When Donald Trump’s former personal lawyer and “fixer” Michael Cohen testified to Congress last week, as The Inquisitr reported, he finished his opening statement with a dire warning about Trump, a man who he has known for more than a decade. Cohen warned that if Trump were to lose the 2020 presidential election, he may simply refuse to leave office, at least not without a fight.
“I fear that if he loses the election in 2020, that there will never be a peaceful transition of power. And this is why I agreed to appear before you today,” Cohen told the members of the House Oversight Committee, as CNBC reported.
On Wednesday, another longtime Trump acquaintance issued a similar alarming warning. Former advertising executive and TV host Donny Deutsch, 61, has known Trump for more than 20 years, and in an interview on the MSNBC cable news network Wednesday afternoon, according to Raw Story, Deutsch went beyond what Cohen was willing to say in front of a congressional committee concerning Trump’s intentions if he is forced to leave office.
Asked by host Chris Matthews what he believed Trump’s “end game” would be were he required to leave office due to impeachment or a lost election, Deutsch also said that Trump would not allow a peaceful transition of power — the foundation of American democracy since the early days of the county, as The National Archives document.
“Donald Trump, I believe — whether he’s going to be impeached, whether they’re disqualifying him for running for office, even if he gets elected out — he will tell his people to take to the streets. I know that sounds extreme — that’s who this man is,” Deutsch said in the interview. “I believe Donald Trump is not beyond starting a civil war.”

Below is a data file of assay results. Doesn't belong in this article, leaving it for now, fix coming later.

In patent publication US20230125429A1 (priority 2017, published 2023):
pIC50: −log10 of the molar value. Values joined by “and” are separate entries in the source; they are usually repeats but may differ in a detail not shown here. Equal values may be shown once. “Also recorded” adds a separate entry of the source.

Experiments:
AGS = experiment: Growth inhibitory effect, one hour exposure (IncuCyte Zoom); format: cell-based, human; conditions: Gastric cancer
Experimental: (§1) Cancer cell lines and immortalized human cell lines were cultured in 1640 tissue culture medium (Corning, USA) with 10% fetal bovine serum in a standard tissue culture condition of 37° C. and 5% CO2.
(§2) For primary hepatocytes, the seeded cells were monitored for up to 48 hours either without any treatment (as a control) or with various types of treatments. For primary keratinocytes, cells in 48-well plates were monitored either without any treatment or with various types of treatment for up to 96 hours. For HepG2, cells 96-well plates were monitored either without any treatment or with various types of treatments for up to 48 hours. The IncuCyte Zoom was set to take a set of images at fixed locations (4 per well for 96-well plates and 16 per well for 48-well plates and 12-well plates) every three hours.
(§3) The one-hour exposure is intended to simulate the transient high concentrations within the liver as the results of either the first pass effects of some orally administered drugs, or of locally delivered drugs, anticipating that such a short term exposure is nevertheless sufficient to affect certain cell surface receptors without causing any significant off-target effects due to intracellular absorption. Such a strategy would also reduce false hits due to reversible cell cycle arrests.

The “peaceful transition of power,” symbolized by the presidential inauguration that takes place every four years on January 20, has been an established principle of American democracy since the election of 1800, which, as the Teaching American History site explains, was the first U.S. election to transfer power between two deeply opposed political parties — the Democratic-Republican Party and the Federalist Party — without violent opposition.
The election was won by Democratic-Republican candidate Thomas Jefferson, ousting incumbent Federalist president John Adams, as 270toWin recounts. Federalists favored a strong central government and an alignment with Britain. The Democrat-Republicans favored alignment with France, and supported a decentralized government.
The rivalry between the parties was so bitter that four years later, Jefferson’s vice president Aaron Burr killed the Federalist Treasury Secretary, Alexander Hamilton, in a duel with pistols. Nonetheless, the transition of power between the parties remained peaceful, as it has in every election ever since.